Court case further tests emotional damages claims


National Report - A lawsuit in Clearwater, Fla., is calling for the court to award $15,000 in damages due to alleged negligence.

NATIONAL REPORT— A lawsuit in Clearwater, Fla., is calling for the court to award $15,000 in emotional damages due to alleged negligence.

In fact, pet owner Liza Baceols sued a veterinary practice after her dog chewed off his tail and died while at the hospital. While the recent week-long trial ended after the jury deadlocked, some officials say it signals a change in the perceived status of pets in our society.

Matthew Liedman, staff attorney for the Animal Legal Defense Fund, said this is one of many legal cases where people may be beginning to view animals as family members.

"Unfortunately, the law is slow to catch up with changing societal norms," Liedman says.

While the courts still view animals as property, Liedman says that some judges are beginning to look at pets as a different type of property, "special property."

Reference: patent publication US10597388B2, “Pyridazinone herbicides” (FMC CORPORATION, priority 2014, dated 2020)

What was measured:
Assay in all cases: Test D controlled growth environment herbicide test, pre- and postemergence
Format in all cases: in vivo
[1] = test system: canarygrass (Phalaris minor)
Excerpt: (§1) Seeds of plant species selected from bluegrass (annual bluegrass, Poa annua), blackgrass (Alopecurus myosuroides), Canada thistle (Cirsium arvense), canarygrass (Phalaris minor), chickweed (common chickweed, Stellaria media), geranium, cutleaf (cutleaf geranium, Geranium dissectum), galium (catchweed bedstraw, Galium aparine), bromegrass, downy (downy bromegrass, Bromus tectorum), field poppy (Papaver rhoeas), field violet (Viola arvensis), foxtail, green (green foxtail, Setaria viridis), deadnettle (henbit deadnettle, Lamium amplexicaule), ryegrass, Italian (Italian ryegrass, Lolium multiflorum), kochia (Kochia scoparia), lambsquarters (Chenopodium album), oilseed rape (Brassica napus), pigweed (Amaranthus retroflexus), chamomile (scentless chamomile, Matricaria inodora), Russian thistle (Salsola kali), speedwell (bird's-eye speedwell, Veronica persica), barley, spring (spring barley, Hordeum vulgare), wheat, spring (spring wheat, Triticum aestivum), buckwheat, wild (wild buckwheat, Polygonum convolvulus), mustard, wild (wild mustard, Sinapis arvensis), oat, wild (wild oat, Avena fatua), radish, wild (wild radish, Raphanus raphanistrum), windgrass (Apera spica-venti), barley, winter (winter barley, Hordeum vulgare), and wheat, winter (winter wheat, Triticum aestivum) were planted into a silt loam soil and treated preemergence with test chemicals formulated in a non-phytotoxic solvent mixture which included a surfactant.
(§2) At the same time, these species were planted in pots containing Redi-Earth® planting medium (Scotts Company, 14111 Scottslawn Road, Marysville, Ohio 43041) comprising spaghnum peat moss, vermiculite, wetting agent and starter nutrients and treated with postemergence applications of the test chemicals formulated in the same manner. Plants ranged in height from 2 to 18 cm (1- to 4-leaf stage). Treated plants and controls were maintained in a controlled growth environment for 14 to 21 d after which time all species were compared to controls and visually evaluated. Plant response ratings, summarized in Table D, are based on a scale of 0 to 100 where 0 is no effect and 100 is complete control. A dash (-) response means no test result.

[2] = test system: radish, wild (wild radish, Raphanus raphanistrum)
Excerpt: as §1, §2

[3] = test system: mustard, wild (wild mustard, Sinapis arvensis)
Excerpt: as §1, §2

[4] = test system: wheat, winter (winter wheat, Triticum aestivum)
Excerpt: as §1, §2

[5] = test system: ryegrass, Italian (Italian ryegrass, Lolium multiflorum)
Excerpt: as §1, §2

"The trend seems to be that the courts are more and more willing to break the old rules and compensate for the animals involved," he says. "While litigation for emotional damages has not been very effective, some courts have been compensating for animals over and above the worth of the animals. There is more sympathy for the pet owners."

An American Veterinary Medical Association (AVMA) study in 2007 showed that 50 percent of Americans viewed their pets as family, 48 percent saw them as companions, and just 2 percent felt they were property.

So, where does that leave veterinarians?

"Ideally, it will have the same effect on veterinarians that it has had in traditional court cases," Liedman says. "Hopefully, they will be more conscientious and live up to the standards of care of other professionals, which will benefit the profession and benefit animals and their guardians."

As long as veterinarians are not negligent in the delivery of care, Liedman does not see a problem for the profession.

"Given the trend in animal law, the courts are taking the human-animal bond more seriously," he says. "There is no question that people do feel real emotion for their pets ,and injuries deserve to be compensated by the courts. Whether the law will catch up with society is anyone's guess."

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